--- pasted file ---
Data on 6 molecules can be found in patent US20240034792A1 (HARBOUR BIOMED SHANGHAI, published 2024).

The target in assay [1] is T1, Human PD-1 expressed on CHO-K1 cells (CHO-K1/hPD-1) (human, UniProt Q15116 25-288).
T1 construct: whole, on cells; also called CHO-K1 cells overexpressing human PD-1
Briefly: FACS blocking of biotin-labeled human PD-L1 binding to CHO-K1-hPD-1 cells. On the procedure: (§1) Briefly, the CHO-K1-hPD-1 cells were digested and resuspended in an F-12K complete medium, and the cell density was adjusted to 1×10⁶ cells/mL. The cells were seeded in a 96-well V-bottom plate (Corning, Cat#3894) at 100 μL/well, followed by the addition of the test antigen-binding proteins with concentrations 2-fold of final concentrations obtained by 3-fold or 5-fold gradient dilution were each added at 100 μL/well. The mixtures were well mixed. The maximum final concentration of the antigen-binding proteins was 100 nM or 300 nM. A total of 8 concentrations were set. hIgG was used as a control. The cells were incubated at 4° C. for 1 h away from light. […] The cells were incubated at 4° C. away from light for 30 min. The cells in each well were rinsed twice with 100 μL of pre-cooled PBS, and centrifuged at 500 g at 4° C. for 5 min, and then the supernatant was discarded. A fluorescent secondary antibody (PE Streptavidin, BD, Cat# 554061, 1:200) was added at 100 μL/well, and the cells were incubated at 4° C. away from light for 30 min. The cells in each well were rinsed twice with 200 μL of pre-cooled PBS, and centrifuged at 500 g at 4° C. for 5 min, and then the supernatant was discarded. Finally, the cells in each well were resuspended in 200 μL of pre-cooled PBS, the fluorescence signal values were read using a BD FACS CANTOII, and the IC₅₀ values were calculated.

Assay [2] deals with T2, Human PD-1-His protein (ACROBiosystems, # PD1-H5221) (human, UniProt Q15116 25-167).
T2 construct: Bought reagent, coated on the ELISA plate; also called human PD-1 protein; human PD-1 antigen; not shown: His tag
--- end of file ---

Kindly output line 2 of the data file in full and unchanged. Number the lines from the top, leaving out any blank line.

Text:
The target in assay [1] is T1, Human PD-1 expressed on CHO-K1 cells (CHO-K1/hPD-1) (human, UniProt Q15116 25-288).